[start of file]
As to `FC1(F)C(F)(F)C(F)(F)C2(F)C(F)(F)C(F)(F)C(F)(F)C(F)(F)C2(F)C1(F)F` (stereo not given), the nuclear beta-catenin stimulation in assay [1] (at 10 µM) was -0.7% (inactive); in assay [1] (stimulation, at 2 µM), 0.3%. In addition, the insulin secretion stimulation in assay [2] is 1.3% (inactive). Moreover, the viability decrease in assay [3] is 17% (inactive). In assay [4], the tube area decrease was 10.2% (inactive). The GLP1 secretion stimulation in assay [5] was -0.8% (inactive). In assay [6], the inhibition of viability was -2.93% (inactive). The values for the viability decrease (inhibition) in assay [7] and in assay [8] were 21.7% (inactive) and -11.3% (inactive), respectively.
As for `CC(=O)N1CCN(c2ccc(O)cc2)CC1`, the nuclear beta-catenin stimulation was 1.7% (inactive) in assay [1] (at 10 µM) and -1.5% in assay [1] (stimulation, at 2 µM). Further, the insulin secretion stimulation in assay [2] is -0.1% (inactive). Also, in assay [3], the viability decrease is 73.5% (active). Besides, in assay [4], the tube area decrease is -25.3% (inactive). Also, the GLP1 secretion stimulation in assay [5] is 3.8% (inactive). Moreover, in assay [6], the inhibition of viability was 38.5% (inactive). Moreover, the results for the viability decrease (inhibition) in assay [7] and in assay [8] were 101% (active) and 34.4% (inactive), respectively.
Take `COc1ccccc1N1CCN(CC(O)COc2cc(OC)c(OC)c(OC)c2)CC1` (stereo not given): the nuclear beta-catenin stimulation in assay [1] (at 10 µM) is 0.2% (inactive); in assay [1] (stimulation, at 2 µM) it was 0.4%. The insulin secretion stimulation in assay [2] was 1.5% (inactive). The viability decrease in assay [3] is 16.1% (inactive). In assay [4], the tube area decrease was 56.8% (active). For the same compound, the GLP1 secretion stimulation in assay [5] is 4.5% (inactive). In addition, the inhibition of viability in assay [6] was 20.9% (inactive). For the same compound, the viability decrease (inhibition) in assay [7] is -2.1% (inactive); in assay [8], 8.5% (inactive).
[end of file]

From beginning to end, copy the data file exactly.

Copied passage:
As to `FC1(F)C(F)(F)C(F)(F)C2(F)C(F)(F)C(F)(F)C(F)(F)C(F)(F)C2(F)C1(F)F` (stereo not given), the nuclear beta-catenin stimulation in assay [1] (at 10 µM) was -0.7% (inactive); in assay [1] (stimulation, at 2 µM), 0.3%. In addition, the insulin secretion stimulation in assay [2] is 1.3% (inactive). Moreover, the viability decrease in assay [3] is 17% (inactive). In assay [4], the tube area decrease was 10.2% (inactive). The GLP1 secretion stimulation in assay [5] was -0.8% (inactive). In assay [6], the inhibition of viability was -2.93% (inactive). The values for the viability decrease (inhibition) in assay [7] and in assay [8] were 21.7% (inactive) and -11.3% (inactive), respectively.
As for `CC(=O)N1CCN(c2ccc(O)cc2)CC1`, the nuclear beta-catenin stimulation was 1.7% (inactive) in assay [1] (at 10 µM) and -1.5% in assay [1] (stimulation, at 2 µM). Further, the insulin secretion stimulation in assay [2] is -0.1% (inactive). Also, in assay [3], the viability decrease is 73.5% (active). Besides, in assay [4], the tube area decrease is -25.3% (inactive). Also, the GLP1 secretion stimulation in assay [5] is 3.8% (inactive). Moreover, in assay [6], the inhibition of viability was 38.5% (inactive). Moreover, the results for the viability decrease (inhibition) in assay [7] and in assay [8] were 101% (active) and 34.4% (inactive), respectively.
Take `COc1ccccc1N1CCN(CC(O)COc2cc(OC)c(OC)c(OC)c2)CC1` (stereo not given): the nuclear beta-catenin stimulation in assay [1] (at 10 µM) is 0.2% (inactive); in assay [1] (stimulation, at 2 µM) it was 0.4%. The insulin secretion stimulation in assay [2] was 1.5% (inactive). The viability decrease in assay [3] is 16.1% (inactive). In assay [4], the tube area decrease was 56.8% (active). For the same compound, the GLP1 secretion stimulation in assay [5] is 4.5% (inactive). In addition, the inhibition of viability in assay [6] was 20.9% (inactive). For the same compound, the viability decrease (inhibition) in assay [7] is -2.1% (inactive); in assay [8], 8.5% (inactive).